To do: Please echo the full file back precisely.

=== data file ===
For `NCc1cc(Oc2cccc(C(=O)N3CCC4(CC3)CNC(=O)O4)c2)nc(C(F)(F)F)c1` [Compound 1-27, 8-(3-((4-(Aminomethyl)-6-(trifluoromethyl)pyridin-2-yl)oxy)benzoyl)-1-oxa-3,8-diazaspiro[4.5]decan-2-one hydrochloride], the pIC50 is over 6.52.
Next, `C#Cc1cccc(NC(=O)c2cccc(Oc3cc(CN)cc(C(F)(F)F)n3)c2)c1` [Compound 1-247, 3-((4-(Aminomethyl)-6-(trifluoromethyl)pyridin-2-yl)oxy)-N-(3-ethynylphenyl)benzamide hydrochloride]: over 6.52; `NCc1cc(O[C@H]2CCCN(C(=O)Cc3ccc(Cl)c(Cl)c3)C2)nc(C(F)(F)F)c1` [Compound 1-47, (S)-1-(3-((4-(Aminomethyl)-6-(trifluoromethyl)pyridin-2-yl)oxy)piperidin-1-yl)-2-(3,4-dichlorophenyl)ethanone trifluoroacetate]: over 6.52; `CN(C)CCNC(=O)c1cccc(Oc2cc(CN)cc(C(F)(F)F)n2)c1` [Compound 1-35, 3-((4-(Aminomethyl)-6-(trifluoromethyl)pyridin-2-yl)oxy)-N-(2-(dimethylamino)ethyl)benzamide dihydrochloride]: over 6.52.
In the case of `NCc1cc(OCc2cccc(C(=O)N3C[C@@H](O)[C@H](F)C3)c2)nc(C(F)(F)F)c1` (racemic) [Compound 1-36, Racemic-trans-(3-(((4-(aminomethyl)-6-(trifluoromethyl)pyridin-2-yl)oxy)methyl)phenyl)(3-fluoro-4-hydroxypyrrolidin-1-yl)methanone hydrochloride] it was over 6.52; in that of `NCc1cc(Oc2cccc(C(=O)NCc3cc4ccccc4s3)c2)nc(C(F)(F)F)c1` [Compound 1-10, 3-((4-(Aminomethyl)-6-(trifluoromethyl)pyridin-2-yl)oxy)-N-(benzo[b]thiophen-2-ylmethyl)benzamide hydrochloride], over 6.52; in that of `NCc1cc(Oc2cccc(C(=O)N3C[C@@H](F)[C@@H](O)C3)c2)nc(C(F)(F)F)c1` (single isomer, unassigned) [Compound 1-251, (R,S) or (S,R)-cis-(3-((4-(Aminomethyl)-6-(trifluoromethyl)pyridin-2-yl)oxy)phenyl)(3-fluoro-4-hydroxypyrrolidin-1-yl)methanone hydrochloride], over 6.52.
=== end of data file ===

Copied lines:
For `NCc1cc(Oc2cccc(C(=O)N3CCC4(CC3)CNC(=O)O4)c2)nc(C(F)(F)F)c1` [Compound 1-27, 8-(3-((4-(Aminomethyl)-6-(trifluoromethyl)pyridin-2-yl)oxy)benzoyl)-1-oxa-3,8-diazaspiro[4.5]decan-2-one hydrochloride], the pIC50 is over 6.52.
Next, `C#Cc1cccc(NC(=O)c2cccc(Oc3cc(CN)cc(C(F)(F)F)n3)c2)c1` [Compound 1-247, 3-((4-(Aminomethyl)-6-(trifluoromethyl)pyridin-2-yl)oxy)-N-(3-ethynylphenyl)benzamide hydrochloride]: over 6.52; `NCc1cc(O[C@H]2CCCN(C(=O)Cc3ccc(Cl)c(Cl)c3)C2)nc(C(F)(F)F)c1` [Compound 1-47, (S)-1-(3-((4-(Aminomethyl)-6-(trifluoromethyl)pyridin-2-yl)oxy)piperidin-1-yl)-2-(3,4-dichlorophenyl)ethanone trifluoroacetate]: over 6.52; `CN(C)CCNC(=O)c1cccc(Oc2cc(CN)cc(C(F)(F)F)n2)c1` [Compound 1-35, 3-((4-(Aminomethyl)-6-(trifluoromethyl)pyridin-2-yl)oxy)-N-(2-(dimethylamino)ethyl)benzamide dihydrochloride]: over 6.52.
In the case of `NCc1cc(OCc2cccc(C(=O)N3C[C@@H](O)[C@H](F)C3)c2)nc(C(F)(F)F)c1` (racemic) [Compound 1-36, Racemic-trans-(3-(((4-(aminomethyl)-6-(trifluoromethyl)pyridin-2-yl)oxy)methyl)phenyl)(3-fluoro-4-hydroxypyrrolidin-1-yl)methanone hydrochloride] it was over 6.52; in that of `NCc1cc(Oc2cccc(C(=O)NCc3cc4ccccc4s3)c2)nc(C(F)(F)F)c1` [Compound 1-10, 3-((4-(Aminomethyl)-6-(trifluoromethyl)pyridin-2-yl)oxy)-N-(benzo[b]thiophen-2-ylmethyl)benzamide hydrochloride], over 6.52; in that of `NCc1cc(Oc2cccc(C(=O)N3C[C@@H](F)[C@@H](O)C3)c2)nc(C(F)(F)F)c1` (single isomer, unassigned) [Compound 1-251, (R,S) or (S,R)-cis-(3-((4-(Aminomethyl)-6-(trifluoromethyl)pyridin-2-yl)oxy)phenyl)(3-fluoro-4-hydroxypyrrolidin-1-yl)methanone hydrochloride], over 6.52.